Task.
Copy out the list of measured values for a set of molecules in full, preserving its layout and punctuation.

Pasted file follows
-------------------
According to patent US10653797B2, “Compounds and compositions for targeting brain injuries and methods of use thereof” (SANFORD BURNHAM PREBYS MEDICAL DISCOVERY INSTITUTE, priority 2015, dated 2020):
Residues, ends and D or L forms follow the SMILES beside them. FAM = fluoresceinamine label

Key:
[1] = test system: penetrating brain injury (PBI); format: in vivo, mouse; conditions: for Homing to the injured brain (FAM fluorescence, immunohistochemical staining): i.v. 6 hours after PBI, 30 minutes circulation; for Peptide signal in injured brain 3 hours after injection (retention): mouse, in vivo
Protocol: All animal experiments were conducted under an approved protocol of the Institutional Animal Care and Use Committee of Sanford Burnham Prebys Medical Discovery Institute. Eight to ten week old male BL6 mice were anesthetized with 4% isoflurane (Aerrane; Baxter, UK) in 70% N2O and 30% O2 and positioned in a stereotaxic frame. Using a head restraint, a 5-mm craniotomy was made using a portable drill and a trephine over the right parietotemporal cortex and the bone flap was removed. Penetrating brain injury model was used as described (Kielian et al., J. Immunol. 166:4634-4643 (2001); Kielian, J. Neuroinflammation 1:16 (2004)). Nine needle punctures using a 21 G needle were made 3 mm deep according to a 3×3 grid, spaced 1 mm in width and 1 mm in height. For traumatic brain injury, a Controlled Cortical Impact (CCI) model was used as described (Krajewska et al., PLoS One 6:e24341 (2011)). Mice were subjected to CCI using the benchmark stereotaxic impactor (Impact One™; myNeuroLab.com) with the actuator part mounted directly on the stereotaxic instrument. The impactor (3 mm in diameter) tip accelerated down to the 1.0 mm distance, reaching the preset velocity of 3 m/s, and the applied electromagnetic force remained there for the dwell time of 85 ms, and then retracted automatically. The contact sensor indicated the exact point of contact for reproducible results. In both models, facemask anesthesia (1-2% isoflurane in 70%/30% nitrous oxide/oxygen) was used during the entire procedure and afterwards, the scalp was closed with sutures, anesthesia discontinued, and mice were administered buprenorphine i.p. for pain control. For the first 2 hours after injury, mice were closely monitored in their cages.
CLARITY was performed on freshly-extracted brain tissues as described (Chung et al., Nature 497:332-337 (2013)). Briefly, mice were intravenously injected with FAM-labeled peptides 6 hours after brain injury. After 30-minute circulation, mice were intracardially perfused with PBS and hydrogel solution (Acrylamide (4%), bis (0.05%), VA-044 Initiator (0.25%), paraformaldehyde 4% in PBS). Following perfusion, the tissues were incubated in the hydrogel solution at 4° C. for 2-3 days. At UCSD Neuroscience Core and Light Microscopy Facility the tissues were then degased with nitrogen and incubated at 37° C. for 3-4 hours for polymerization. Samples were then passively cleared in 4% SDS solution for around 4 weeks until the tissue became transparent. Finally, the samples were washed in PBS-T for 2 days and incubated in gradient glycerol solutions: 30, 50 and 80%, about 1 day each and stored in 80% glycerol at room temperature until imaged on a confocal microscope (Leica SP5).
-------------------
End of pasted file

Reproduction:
According to patent US10653797B2, “Compounds and compositions for targeting brain injuries and methods of use thereof” (SANFORD BURNHAM PREBYS MEDICAL DISCOVERY INSTITUTE, priority 2015, dated 2020):
Residues, ends and D or L forms follow the SMILES beside them. FAM = fluoresceinamine label

Key:
[1] = test system: penetrating brain injury (PBI); format: in vivo, mouse; conditions: for Homing to the injured brain (FAM fluorescence, immunohistochemical staining): i.v. 6 hours after PBI, 30 minutes circulation; for Peptide signal in injured brain 3 hours after injection (retention): mouse, in vivo
Protocol: All animal experiments were conducted under an approved protocol of the Institutional Animal Care and Use Committee of Sanford Burnham Prebys Medical Discovery Institute. Eight to ten week old male BL6 mice were anesthetized with 4% isoflurane (Aerrane; Baxter, UK) in 70% N2O and 30% O2 and positioned in a stereotaxic frame. Using a head restraint, a 5-mm craniotomy was made using a portable drill and a trephine over the right parietotemporal cortex and the bone flap was removed. Penetrating brain injury model was used as described (Kielian et al., J. Immunol. 166:4634-4643 (2001); Kielian, J. Neuroinflammation 1:16 (2004)). Nine needle punctures using a 21 G needle were made 3 mm deep according to a 3×3 grid, spaced 1 mm in width and 1 mm in height. For traumatic brain injury, a Controlled Cortical Impact (CCI) model was used as described (Krajewska et al., PLoS One 6:e24341 (2011)). Mice were subjected to CCI using the benchmark stereotaxic impactor (Impact One™; myNeuroLab.com) with the actuator part mounted directly on the stereotaxic instrument. The impactor (3 mm in diameter) tip accelerated down to the 1.0 mm distance, reaching the preset velocity of 3 m/s, and the applied electromagnetic force remained there for the dwell time of 85 ms, and then retracted automatically. The contact sensor indicated the exact point of contact for reproducible results. In both models, facemask anesthesia (1-2% isoflurane in 70%/30% nitrous oxide/oxygen) was used during the entire procedure and afterwards, the scalp was closed with sutures, anesthesia discontinued, and mice were administered buprenorphine i.p. for pain control. For the first 2 hours after injury, mice were closely monitored in their cages.
CLARITY was performed on freshly-extracted brain tissues as described (Chung et al., Nature 497:332-337 (2013)). Briefly, mice were intravenously injected with FAM-labeled peptides 6 hours after brain injury. After 30-minute circulation, mice were intracardially perfused with PBS and hydrogel solution (Acrylamide (4%), bis (0.05%), VA-044 Initiator (0.25%), paraformaldehyde 4% in PBS). Following perfusion, the tissues were incubated in the hydrogel solution at 4° C. for 2-3 days. At UCSD Neuroscience Core and Light Microscopy Facility the tissues were then degased with nitrogen and incubated at 37° C. for 3-4 hours for polymerization. Samples were then passively cleared in 4% SDS solution for around 4 weeks until the tissue became transparent. Finally, the samples were washed in PBS-T for 2 days and incubated in gradient glycerol solutions: 30, 50 and 80%, about 1 day each and stored in 80% glycerol at room temperature until imaged on a confocal microscope (Leica SP5).